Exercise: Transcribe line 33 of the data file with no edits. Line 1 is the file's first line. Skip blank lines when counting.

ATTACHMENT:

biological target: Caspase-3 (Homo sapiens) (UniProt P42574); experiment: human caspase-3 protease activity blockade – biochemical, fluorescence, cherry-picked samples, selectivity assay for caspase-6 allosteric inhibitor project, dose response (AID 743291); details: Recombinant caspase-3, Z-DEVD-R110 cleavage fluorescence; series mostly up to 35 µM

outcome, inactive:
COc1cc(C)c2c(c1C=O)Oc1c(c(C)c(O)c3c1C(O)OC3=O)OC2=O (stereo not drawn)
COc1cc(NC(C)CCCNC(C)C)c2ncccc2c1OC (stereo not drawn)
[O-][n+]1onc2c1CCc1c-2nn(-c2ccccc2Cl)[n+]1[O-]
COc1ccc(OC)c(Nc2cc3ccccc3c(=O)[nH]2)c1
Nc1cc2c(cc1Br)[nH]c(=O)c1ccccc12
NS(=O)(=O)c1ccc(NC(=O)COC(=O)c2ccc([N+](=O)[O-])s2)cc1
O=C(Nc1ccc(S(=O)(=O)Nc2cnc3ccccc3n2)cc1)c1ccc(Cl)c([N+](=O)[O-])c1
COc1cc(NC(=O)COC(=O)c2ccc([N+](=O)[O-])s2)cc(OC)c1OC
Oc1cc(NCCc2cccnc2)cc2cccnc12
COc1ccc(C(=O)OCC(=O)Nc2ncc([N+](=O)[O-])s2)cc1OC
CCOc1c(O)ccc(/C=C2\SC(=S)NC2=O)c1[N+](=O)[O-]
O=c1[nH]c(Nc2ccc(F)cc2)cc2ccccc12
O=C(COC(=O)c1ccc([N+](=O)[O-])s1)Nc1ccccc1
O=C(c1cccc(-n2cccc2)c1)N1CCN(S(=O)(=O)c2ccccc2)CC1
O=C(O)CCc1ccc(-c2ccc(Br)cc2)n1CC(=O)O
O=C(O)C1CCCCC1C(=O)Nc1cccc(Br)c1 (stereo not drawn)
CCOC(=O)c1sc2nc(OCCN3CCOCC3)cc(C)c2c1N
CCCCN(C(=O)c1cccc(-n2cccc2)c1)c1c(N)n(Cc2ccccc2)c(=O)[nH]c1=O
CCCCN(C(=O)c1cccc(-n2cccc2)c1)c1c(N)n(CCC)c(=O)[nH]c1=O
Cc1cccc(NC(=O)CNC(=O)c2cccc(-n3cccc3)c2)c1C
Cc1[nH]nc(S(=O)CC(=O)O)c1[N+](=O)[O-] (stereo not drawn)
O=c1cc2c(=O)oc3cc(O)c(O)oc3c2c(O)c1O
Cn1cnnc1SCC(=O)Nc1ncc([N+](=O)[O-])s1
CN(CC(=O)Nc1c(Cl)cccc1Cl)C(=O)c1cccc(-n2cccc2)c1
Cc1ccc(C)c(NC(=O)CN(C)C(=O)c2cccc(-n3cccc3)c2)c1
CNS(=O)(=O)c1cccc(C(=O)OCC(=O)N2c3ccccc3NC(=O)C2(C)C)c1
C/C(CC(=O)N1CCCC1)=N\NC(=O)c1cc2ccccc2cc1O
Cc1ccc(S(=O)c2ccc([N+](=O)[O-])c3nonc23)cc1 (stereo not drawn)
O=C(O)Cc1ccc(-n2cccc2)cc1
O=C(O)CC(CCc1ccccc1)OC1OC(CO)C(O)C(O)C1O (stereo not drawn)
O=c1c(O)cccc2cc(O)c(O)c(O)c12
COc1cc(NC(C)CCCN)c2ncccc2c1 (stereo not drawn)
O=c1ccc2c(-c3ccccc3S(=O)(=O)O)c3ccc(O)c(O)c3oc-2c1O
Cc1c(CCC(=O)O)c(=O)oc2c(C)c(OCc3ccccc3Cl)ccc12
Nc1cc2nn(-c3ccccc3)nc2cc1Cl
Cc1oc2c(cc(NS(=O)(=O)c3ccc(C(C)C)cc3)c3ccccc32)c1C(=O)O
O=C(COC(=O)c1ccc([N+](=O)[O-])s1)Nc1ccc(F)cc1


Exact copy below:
O=c1c(O)cccc2cc(O)c(O)c(O)c12